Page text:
: : : : : Personal Finance : : : : :
who wants to join a credit union can
find one, says Curtis Arnold, founder
of CardRatings.com, a credit card–
information website. You can sometimes
even buy your way in: pay $20 once to
join the National Military Family Association and you can become a member
of Pentagon Federal Credit Union.
Before You Join
a Credit Union
An Edge on Rates
A Can-Do Attitude It’s a telling indictment of banks that what members seem to like most about credit unions is their service. When my sister arrived in a new town to start a job, for example, she was able to borrow to buy a bed the moment she
joined a credit union. And a friend says
his credit union found a way to wire
emergency money to his daughter’s
overseas bank account—after two
banks told him it couldn’t be done.
Disillusioned bank customers say
the contrast is striking: “Our community bank went through three ownership changes in the past few years,
each time with cuts in service,” says
freelance journalist Dave Lindorff of
Maple Glen, Pennsylvania. “I walked in
to get an advance on our home-equity
line of credit one day and the teller said
it had been frozen.” After Lindorff
pointed out he had substantial equity in
There are always three compelling
reasons to switch banks: lower fees,
higher interest, and better service.
that loan accounts you open at a credit
union are usually tied together. With a
car loan, the car becomes collateral for
the balance on your credit card issued
by the credit union. That’s a problem if
you default on the card.
Limits on Lending
Unlike many banks, credit unions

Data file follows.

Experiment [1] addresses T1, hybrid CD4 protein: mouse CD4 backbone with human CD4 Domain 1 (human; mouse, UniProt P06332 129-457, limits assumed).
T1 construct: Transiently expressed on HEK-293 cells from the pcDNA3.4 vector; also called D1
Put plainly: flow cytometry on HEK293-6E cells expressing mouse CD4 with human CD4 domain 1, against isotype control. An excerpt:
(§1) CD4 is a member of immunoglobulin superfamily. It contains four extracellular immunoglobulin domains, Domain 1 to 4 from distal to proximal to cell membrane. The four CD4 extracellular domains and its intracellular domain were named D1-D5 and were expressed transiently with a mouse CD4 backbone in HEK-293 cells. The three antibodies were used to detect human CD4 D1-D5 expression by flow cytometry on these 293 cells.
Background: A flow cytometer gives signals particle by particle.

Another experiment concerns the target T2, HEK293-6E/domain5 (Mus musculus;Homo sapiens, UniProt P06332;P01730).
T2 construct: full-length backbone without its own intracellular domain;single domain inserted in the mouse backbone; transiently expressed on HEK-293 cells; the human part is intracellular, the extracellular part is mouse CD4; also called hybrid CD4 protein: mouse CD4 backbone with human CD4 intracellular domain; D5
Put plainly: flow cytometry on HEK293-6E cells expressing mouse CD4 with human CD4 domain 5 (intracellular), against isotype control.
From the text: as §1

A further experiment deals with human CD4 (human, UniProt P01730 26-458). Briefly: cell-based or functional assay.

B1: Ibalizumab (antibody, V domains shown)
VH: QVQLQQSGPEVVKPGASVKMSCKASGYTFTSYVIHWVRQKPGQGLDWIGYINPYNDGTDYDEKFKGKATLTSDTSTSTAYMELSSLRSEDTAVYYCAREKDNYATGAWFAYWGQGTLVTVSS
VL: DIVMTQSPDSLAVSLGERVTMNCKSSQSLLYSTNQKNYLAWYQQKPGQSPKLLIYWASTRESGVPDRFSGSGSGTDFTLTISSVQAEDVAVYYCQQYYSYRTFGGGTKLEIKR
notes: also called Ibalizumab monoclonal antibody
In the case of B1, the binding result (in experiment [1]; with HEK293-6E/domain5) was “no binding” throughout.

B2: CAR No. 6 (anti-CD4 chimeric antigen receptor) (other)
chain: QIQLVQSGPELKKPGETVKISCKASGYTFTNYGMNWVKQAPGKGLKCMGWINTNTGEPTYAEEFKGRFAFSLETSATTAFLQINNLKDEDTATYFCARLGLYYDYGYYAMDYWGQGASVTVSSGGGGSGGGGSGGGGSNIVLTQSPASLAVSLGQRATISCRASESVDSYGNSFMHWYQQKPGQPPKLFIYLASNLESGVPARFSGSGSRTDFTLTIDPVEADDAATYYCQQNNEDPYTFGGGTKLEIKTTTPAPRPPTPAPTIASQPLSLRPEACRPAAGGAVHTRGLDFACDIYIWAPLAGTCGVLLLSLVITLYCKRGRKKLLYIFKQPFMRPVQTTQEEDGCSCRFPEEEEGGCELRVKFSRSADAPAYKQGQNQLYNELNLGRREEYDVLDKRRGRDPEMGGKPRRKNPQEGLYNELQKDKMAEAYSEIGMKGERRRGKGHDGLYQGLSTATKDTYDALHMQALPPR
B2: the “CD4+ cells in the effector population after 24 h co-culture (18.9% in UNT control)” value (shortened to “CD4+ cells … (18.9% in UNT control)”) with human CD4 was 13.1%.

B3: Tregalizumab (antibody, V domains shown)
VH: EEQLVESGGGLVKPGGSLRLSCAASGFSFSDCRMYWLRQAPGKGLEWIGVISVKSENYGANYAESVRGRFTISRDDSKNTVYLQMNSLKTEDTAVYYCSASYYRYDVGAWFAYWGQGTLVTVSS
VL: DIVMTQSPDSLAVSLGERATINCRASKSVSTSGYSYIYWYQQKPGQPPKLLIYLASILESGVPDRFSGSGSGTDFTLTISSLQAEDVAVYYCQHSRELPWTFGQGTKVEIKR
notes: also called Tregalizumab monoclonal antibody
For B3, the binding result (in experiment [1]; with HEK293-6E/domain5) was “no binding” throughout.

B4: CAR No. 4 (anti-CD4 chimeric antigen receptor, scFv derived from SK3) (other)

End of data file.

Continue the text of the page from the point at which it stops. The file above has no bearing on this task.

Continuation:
emerged relatively unscathed from the
subprime-mortgage meltdown and do
not have huge losses to write off. They
are eager to increase their lending to
small-business owners, except that
federal law limits their ability to do so:
any loan above $50,000 is considered a
business loan—and total business loans
can’t exceed 12. 25 percent of their as-
sets. Credit unions are urging Congress
to pass pending legislation that would
raise those caps, allowing the lending
of 25 percent of assets to business own-
ers and redefining a business loan as
any amount above $250,000.
Contributing editor Lynn Brenner wrote
about the new dangers in bond investing
in the May–June issue.
1 Cast a wide net. To find credit unions you’re eligible to join, go to
creditunion.coop or findacreditunion
.com, or call the Credit Union National
Association at 800-358-5710. In addition, ask relatives, since many credit
unions are open to extended family.
2 Make sure your deposits will be insured. Ninety-eight
percent of the nation’s credit unions are
covered by the National Credit Union
Share Insurance Fund, which is backed
by the full faith and credit of the U.S.
government and provides the same limits of coverage as the Federal Deposit
3 Ask about services you’re seeking. Most credit unions
provide a full range of banking products
and services, but smaller ones may have
limited offerings. Some small credit
unions don’t offer mortgages or business loans, for example, nor will they let
you pay bills online.
4 Check for CO-OP Network membership. This network
provides surcharge-free access to automated teller machines at more than
28,000 locations in the United States
and Canada, including 9,000 deposit-taking ATMs and 5,500 7-Eleven stores.
Plus, the CO-OP Network’s members
have access to 800,000 cash machines
worldwide through links to NYCE, STAR,
Cirrus, Pulse, and Plus. —L. B.
ILLUSTRATION BY ROSS MACDONALD
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